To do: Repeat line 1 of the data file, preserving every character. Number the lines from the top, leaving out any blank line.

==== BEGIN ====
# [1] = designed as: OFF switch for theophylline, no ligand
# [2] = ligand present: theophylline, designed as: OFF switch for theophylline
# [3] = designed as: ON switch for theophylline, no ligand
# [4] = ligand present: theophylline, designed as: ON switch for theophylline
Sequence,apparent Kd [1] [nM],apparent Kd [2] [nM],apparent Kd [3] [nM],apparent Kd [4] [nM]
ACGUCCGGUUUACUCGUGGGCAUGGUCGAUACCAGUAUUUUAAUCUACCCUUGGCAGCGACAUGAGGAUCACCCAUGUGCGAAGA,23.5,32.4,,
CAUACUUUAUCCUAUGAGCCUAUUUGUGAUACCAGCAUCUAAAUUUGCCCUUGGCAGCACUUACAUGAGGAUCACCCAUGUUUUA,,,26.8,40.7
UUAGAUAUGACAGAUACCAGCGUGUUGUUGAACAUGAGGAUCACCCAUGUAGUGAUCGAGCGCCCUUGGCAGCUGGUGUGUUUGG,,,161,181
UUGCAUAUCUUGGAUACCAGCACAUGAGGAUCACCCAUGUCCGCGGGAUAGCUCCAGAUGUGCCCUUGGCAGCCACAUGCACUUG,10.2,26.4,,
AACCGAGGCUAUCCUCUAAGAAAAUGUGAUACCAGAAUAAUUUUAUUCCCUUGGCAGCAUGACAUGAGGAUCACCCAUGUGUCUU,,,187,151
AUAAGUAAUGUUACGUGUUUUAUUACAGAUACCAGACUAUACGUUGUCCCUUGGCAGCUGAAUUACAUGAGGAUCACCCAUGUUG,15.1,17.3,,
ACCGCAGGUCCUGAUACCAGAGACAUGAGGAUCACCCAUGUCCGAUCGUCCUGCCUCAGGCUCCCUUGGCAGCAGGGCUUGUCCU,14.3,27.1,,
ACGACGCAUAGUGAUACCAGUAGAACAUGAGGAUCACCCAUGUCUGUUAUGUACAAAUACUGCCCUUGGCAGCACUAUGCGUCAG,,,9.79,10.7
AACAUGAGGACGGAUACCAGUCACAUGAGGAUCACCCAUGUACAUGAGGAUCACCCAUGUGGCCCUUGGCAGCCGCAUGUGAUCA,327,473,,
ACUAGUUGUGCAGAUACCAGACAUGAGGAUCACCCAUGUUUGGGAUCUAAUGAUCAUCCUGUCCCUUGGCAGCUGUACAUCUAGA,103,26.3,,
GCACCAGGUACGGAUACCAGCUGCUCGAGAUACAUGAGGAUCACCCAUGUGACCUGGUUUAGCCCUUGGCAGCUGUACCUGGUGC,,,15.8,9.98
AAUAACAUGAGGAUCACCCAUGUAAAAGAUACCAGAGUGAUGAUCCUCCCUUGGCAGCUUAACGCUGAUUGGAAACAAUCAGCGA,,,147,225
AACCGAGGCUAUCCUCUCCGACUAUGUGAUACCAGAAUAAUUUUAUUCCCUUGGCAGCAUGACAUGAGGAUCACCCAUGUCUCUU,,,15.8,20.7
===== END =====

# [1] = designed as: OFF switch for theophylline, no ligand